I can’t review Wonder Woman like any old film. It shouldn’t be so momentous that a woman director has directed for the first time a superhero film, that cracked $100 million opening weekend. But it is. Patty Jenkins had directed an Oscar winning independent film, Monster, that cost $8 million, had garnered the Directors Guild Award for the TV Series The Killing — and yet…. the headlines said it was a “gamble” to let her helm a superhero film. It is maddening. When young male directors are given huge action or superhero films after smaller indie films, it’s not called a gamble. The Mary Sue called out this double standard misogyny.
I can’t separate my review of the film from what it has felt like to read about other women’s reaction seeing the film. It’s everything to see a woman centered superhero film, directed by a woman. And then there are the pictures of the little girls who dressed up to see the film, or got to meet their heroine. Gah!
I was a young girl when the Lynda Carter Wonder Woman TV show aired in the US. I watched it every week!
It is everything for these girls now to have both a female lead for Star Wars and now Wonder Woman.
So, how was the film? It was good. Very good. I don’t know if I can call it great merely as a film — but at this point, it’s not merely a film, it’s a cultural phenomenon. I can’t separate all my feelings out. I will tell you that Gal Godot was excellent as Wonder Woman. When she was cast, people said her accent would be horrible — you know what? I thought it was perfect. It made her seem that much more “other” — that she had been raised on this isolated island away from the world.
Chris Pine was fantastic. It was huge that someone who had headed up his own franchise, Star Trek, was willing to play the sidekick to a female Superhero. This is what Chris Pine said back in 2015 when he was cast as Steve Trevor:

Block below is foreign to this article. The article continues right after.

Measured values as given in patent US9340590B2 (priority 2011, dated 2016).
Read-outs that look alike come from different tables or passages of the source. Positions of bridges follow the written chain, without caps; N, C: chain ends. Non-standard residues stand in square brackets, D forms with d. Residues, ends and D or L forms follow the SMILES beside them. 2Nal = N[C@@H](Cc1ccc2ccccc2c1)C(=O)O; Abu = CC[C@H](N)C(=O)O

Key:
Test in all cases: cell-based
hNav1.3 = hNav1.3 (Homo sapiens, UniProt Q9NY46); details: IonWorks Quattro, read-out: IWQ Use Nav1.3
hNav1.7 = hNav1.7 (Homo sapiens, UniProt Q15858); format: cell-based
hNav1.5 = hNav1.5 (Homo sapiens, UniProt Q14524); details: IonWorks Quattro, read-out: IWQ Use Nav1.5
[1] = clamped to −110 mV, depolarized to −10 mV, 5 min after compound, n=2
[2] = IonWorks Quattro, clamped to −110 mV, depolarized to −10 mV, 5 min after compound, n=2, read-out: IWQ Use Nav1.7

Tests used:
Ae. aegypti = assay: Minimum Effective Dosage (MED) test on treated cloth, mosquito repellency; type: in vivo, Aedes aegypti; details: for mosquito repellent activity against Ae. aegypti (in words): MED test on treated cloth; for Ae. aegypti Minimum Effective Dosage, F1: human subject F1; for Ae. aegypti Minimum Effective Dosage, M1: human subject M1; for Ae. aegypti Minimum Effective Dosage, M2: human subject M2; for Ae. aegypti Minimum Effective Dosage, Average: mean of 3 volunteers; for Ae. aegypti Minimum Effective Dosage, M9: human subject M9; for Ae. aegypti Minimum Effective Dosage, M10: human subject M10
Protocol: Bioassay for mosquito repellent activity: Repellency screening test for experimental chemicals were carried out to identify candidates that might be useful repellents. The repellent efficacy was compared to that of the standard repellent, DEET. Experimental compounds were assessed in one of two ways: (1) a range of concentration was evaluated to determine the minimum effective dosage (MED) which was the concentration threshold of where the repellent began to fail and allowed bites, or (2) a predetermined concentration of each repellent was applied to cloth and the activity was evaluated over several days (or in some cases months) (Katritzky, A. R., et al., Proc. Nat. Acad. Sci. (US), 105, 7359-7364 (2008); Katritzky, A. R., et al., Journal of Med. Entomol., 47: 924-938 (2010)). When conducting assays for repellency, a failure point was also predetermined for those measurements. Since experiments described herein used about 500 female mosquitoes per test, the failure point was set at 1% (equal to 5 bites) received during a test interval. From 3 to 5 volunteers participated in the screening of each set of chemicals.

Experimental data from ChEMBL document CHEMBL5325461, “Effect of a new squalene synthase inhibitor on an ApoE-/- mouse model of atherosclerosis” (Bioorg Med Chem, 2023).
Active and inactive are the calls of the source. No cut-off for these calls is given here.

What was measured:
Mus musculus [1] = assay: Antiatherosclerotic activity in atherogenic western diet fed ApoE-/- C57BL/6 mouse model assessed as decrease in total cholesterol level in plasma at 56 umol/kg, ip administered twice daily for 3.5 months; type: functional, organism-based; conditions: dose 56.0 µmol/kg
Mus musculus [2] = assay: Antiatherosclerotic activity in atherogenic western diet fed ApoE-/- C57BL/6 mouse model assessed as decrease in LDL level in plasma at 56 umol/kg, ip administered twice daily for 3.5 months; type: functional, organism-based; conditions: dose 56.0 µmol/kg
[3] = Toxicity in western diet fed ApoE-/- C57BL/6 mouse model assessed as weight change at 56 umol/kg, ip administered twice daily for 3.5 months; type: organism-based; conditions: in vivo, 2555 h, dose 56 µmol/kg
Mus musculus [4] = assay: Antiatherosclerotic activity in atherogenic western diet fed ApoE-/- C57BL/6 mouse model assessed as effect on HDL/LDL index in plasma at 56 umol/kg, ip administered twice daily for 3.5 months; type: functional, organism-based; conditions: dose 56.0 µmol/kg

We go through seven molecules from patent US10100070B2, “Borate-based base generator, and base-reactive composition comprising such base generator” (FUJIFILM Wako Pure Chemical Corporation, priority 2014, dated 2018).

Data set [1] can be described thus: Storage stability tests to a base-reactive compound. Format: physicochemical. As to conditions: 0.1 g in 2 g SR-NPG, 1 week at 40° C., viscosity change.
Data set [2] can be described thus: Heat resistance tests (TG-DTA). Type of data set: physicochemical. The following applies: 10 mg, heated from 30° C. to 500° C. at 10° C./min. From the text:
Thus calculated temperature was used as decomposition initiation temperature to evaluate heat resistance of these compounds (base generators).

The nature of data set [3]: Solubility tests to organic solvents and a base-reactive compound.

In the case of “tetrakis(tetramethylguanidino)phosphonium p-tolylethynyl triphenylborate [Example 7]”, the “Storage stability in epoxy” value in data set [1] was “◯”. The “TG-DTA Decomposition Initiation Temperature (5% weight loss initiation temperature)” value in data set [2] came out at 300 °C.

“What excites me most is to work in a movie with a superhero woman. With a woman in the lead role. I am teamed with this intelligent, beautiful and strong woman to defeat the villains and save humanity.”
He had a nice comedic touch in early scenes with Gal Godot, and there was great chemistry between them, too, especially in a nice scene where he teaches her to dance. Let me just tell you also, another nice thing about a woman director — we learn just how much male nudity you can have in a PG-13 film! He’s not a damsel in distress, but he’s always the one to say, “No, Diana, you can’t do that.” And then he turns around and she’s already done it. Like the incredible No Man’s Land scene.
I really enjoyed the early part of the film, where we see little girl Diana watching her aunt, General Antiope train the Amazon warriors. And how cool is it that Robin Wright, Princess Buttercup herself is this badass warrior! Connie Nielsen was also perfectly cast as Diana’s mother.
I really enjoyed the film right up till near the end. It was a solid film. The battle on the Amazon Isle was great. But nothing was so visually stunning that it took my breath away.
Where the film was a bit lacking for me was the villain reveal and the way the film ended. I won’t go into spoilers exactly why. My main issues, though were with the villain’s motivation. As my son said, “The themes got a bit muddy there at the end.” Still, this was a film that was about something and not just watching superheroes crash into buildings. Diana believes in the inherent goodness of humanity, and then learns the world is more complex than she thought. Someone’s sacrifice restores her faith in humanity.
There is actually Oscar talk about Wonder Woman. This is big. And I’m not just talking about technical VFX awards. Anne Thompson of Indie Wire wrote today that she could see a supporting nod for Chris Pine and a best actress nod for Gal Godot. Wouldn’t that be something to see?
I have been going back and forth on my rating between four and four and a half stars. It’s not a perfect film, but it felt so damn good. Gal Godot is the perfect Wonder Woman — And for those little girls!